I recall a heated argument with an Egyptian comrade about whether or not socialism existed in his country. Finally he declared: ‘It all depends on what you mean by socialism’. He was right, of course. When we ask ‘Is China socialist?’ the important question is not about China, but about socialism. And if socialism is all about the self-emancipation of the working-class, and the democratic control of society by those who actually do the work, then China is not, and was never under Mao on the road to socialism.

The Chinese working class played little or no part in the Revolution of 1949. The Chinese Communist Party had a very small worker membership (less than 2 per cent) and the military defeat of the Kuomintang took place essentially in the countryside. As the People’s Liberation Army approached the great Southern cities, a proclamation was issued stating ‘it is hoped that workers and employees in all trades will continue to work and that business will operate as usual.’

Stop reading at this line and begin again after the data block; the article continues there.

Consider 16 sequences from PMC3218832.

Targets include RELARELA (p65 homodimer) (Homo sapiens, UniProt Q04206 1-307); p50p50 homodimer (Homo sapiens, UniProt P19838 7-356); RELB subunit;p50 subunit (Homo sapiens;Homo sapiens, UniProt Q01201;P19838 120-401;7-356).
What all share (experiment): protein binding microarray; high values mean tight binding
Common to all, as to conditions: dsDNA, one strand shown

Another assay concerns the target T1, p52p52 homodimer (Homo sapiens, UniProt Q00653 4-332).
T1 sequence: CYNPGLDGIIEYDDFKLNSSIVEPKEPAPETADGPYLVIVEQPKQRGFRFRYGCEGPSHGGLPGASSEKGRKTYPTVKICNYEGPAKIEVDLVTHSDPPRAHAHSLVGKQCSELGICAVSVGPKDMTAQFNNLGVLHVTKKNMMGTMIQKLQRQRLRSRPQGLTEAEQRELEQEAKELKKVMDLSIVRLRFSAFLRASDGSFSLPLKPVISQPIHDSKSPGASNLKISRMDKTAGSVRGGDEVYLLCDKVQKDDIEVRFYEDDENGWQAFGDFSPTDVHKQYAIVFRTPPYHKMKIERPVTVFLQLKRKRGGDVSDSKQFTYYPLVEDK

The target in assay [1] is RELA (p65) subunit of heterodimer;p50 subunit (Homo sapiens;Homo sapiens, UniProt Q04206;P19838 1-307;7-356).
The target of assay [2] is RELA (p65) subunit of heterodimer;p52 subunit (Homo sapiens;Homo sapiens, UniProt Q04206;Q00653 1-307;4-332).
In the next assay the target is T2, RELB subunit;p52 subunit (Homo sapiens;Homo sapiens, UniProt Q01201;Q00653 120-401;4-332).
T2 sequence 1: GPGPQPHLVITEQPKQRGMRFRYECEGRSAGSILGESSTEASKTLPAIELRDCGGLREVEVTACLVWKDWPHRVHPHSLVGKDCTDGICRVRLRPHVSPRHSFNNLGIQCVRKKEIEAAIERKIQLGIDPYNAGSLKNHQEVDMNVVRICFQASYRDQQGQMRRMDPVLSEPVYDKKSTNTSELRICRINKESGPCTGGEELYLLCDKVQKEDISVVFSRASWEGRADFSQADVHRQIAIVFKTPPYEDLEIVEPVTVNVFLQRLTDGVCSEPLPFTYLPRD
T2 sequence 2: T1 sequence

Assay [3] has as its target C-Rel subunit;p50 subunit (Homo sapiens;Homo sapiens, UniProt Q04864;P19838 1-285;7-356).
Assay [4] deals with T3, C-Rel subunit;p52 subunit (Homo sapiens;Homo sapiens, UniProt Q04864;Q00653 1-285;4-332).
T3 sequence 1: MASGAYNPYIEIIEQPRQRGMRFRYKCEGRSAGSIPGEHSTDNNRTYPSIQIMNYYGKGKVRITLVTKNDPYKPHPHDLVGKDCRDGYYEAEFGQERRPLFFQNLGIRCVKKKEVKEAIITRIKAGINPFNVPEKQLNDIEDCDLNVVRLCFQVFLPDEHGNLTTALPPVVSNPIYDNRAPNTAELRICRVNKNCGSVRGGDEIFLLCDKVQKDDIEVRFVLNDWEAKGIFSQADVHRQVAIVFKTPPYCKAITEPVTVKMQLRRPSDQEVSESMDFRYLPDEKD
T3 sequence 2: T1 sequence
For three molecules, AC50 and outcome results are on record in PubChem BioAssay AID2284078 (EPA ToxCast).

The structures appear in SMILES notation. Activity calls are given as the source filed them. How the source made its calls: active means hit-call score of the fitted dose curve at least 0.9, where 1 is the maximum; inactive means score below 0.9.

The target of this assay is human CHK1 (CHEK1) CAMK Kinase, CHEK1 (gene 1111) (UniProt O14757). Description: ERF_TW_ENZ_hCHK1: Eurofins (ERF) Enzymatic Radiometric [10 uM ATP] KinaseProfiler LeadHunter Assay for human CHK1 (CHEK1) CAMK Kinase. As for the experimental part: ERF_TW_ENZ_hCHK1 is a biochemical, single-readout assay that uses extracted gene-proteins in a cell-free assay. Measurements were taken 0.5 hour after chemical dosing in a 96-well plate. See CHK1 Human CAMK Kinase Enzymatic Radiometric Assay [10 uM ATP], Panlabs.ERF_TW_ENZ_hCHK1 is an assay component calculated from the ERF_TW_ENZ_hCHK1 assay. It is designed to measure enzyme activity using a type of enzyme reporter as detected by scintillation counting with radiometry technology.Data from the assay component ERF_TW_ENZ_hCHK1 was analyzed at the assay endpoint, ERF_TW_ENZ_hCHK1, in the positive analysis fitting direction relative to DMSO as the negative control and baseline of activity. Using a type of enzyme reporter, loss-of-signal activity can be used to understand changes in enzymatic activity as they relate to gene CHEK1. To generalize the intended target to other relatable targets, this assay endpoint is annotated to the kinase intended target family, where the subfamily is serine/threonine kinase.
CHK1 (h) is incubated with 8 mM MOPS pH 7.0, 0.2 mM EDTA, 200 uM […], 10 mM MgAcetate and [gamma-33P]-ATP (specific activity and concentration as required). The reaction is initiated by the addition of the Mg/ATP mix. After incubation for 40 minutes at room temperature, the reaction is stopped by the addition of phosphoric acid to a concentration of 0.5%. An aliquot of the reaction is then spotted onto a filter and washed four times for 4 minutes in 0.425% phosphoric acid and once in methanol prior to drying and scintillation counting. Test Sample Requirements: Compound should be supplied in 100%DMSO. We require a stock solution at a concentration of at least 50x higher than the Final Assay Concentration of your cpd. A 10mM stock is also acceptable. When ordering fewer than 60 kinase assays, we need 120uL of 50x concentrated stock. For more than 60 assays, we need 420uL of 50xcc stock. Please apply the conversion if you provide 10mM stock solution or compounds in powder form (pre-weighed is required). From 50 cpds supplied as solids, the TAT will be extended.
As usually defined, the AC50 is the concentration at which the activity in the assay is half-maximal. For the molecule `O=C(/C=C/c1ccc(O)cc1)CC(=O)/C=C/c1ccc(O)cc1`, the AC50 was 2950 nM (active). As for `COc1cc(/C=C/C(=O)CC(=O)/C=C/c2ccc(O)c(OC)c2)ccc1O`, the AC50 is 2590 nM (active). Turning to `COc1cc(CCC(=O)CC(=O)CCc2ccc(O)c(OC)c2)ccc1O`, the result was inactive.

In general the Chinese working class was very ill-organised at this time; the trade union movement hardly existed as a result of repression by the Kuomintang and the Japanese occupying forces. None the less many workers were encouraged by Mao’s victory into taking strike action; the role of the Communist Party was to get them back to work as quickly as possible.

Why this obsession with the industrial working class? China, after all, is an agricultural country and the vast mass of the population are peasants. True the Chinese working class was only a small part of the population, but this was true also of Russia in 1917, and there the working-class lead was decisive. Moreover, the Chinese working class had waged in the 1920s a series of epic struggles for their self-emancipation.